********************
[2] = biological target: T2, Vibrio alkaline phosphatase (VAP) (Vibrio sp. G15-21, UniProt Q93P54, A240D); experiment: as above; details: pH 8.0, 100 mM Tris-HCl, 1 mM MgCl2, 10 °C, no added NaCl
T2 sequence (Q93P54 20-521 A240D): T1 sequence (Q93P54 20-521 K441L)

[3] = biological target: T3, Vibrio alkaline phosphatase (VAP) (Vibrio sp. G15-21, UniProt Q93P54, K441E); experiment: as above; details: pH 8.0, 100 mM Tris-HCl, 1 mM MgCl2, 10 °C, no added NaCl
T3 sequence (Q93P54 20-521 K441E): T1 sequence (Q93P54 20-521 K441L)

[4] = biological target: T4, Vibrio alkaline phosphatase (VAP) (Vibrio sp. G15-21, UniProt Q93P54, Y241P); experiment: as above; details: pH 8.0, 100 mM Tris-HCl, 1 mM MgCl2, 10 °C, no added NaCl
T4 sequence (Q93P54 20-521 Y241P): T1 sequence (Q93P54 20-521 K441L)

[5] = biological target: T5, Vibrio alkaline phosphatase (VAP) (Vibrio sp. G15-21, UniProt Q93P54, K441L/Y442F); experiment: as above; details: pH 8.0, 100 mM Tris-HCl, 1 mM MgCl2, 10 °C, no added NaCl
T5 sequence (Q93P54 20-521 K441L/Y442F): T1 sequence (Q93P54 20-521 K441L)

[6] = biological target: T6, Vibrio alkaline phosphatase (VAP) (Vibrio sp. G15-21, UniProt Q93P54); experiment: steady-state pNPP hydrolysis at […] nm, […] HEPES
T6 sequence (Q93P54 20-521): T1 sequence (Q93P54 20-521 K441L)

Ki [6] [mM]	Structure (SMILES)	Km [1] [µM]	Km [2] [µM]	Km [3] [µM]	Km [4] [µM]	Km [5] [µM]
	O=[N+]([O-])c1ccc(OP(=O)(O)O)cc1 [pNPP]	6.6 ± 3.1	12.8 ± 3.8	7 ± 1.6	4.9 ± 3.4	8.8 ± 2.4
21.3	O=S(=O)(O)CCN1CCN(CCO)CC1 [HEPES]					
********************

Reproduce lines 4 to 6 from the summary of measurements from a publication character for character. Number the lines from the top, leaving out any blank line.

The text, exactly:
T3 sequence (Q93P54 20-521 K441E): T1 sequence (Q93P54 20-521 K441L)

[4] = biological target: T4, Vibrio alkaline phosphatase (VAP) (Vibrio sp. G15-21, UniProt Q93P54, Y241P); experiment: as above; details: pH 8.0, 100 mM Tris-HCl, 1 mM MgCl2, 10 °C, no added NaCl
T4 sequence (Q93P54 20-521 Y241P): T1 sequence (Q93P54 20-521 K441L)